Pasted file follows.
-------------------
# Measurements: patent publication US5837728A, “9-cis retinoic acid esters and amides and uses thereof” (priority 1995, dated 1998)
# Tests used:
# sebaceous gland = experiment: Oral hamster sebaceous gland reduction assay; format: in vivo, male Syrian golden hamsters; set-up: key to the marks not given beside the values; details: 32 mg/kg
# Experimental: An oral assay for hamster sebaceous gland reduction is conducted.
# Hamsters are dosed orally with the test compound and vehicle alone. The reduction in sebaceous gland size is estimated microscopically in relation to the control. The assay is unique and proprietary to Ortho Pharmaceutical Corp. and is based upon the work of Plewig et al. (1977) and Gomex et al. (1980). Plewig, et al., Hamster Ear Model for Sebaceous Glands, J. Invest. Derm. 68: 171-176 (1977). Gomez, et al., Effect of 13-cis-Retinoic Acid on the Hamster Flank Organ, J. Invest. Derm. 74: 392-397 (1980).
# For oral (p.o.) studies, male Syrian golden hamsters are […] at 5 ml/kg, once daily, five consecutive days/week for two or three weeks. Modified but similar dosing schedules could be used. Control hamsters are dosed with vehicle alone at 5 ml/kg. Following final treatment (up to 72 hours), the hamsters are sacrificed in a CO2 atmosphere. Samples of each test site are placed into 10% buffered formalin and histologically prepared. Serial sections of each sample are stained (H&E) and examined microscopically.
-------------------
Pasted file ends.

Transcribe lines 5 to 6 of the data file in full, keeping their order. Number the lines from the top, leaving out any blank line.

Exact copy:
# Hamsters are dosed orally with the test compound and vehicle alone. The reduction in sebaceous gland size is estimated microscopically in relation to the control. The assay is unique and proprietary to Ortho Pharmaceutical Corp. and is based upon the work of Plewig et al. (1977) and Gomex et al. (1980). Plewig, et al., Hamster Ear Model for Sebaceous Glands, J. Invest. Derm. 68: 171-176 (1977). Gomez, et al., Effect of 13-cis-Retinoic Acid on the Hamster Flank Organ, J. Invest. Derm. 74: 392-397 (1980).
# For oral (p.o.) studies, male Syrian golden hamsters are […] at 5 ml/kg, once daily, five consecutive days/week for two or three weeks. Modified but similar dosing schedules could be used. Control hamsters are dosed with vehicle alone at 5 ml/kg. Following final treatment (up to 72 hours), the hamsters are sacrificed in a CO2 atmosphere. Samples of each test site are placed into 10% buffered formalin and histologically prepared. Serial sections of each sample are stained (H&E) and examined microscopically.